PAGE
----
Greene is the perfect role model for other young and older athletes out there today, as he exemplifies a love for the game of basketball and a level of character that keeps him involved in the community and grateful everyday for the opportunity he’s been given to provide for his children.

Checkout our exclusive interview below and CHOOSE TO BE INSPIRED.

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Q. Something that most people might not know about you. You were born in Germany, which I believe had a lot to do with your mother working for the National Security Agency (NSA), at the time. Tell me a little bit about that.

A. My mom worked for the NSA 13 years before she had me. Germany was great! I lived there until I was four years old and then came back for another year between the ages of 12 and 13. Living overseas helped me become more cultured. Living among different nationalities and lifestyles…I thought it was cool. Looking back on it, I’m glad it worked out the way that it did.

Q. You were selected in the first round of the 2008 NBA Draft. The one-and-done notion is something that’s received a lot of attention for years now, especially after years of seeing guys go to the league straight out of high school. What influenced your decision to leave Syracuse for the NBA after your freshman year? 

A. I went into Syracuse knowing it was a possibility for me to get drafted after one year. I just wanted to go to school, work as hard as I could and get better. After my freshman year, I knew I had a child on the way and a family to take care of. So, the decision was a no-brainer for me. My dream was within my reach, so I had to take it.

Q. You’re widely known by your fan-base for the five seasons you spent as a Sacramento King. A lot happened during that time, including a short stint in the D-League in 2009. Can you explain what those five years meant for your basketball career and what you learned about yourself during that time?

A. It was great for me. I love Sacramento as a city and the fans really took me in. Great family town that loves their basketball. The D-league helped me get my game back on track after sitting for half my rookie year. It was actually a lot of fun playing with guys who had been pros for a minute trying to get a look in the NBA. But for my career, it helped me see the business side of being a pro, learning the ends and outs of everything.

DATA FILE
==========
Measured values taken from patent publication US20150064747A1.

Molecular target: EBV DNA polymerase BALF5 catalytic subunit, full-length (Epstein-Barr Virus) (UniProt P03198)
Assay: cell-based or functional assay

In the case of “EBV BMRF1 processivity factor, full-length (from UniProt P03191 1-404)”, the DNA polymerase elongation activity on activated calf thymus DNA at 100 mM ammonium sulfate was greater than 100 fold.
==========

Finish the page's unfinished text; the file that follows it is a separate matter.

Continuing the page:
Q. You represented the USA twice (2006 and 2007) in the FIBA games. What was it like playing in the FIBA games?

A. It was a blessing. To be able to walk out there with that USA on your chest and represent your country was a great feeling. Also, the traveling part. We were in Serbia for about two weeks, having a blast sight seeing and experiencing a different culture. Playing against younger players, who I would see later in the NBA, was crazy! Definitely a trip to remember.

Q. You actually attended school in Japan when you were younger. Do you recall what that experience was like?

A. Japan was beautiful! When my mom told us we were moving there, I didn’t know what to think. Would I like the food? Are people going to speak English? Once I got there, I realized they knew more about the American culture than I did. My three years there was great though. I still have many friends from my early school days who I’m in contact with.

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Q. You won a gold medal in the 2006 FIBA games. How special was it to win a gold medal while you were still in high school? 

A. Very special!  Not everybody can say, “I won a gold medal for my country doing something I love.” It was a tremendous honor and something I will never forget.

Q. Donté, you went on a tear in your freshman year at Syracuse, averaging over 17 points per game and over 7 rebounds per game. You started in all 35 games and you also set a record for 3-pointers made (90). No wonder you were a first-round pick following that performance. How did it feel to add your name to the elite list of players to come through that program, specifically Carmelo Anthony who also grew up in Baltimore and played at your alma mater, Towson Catholic?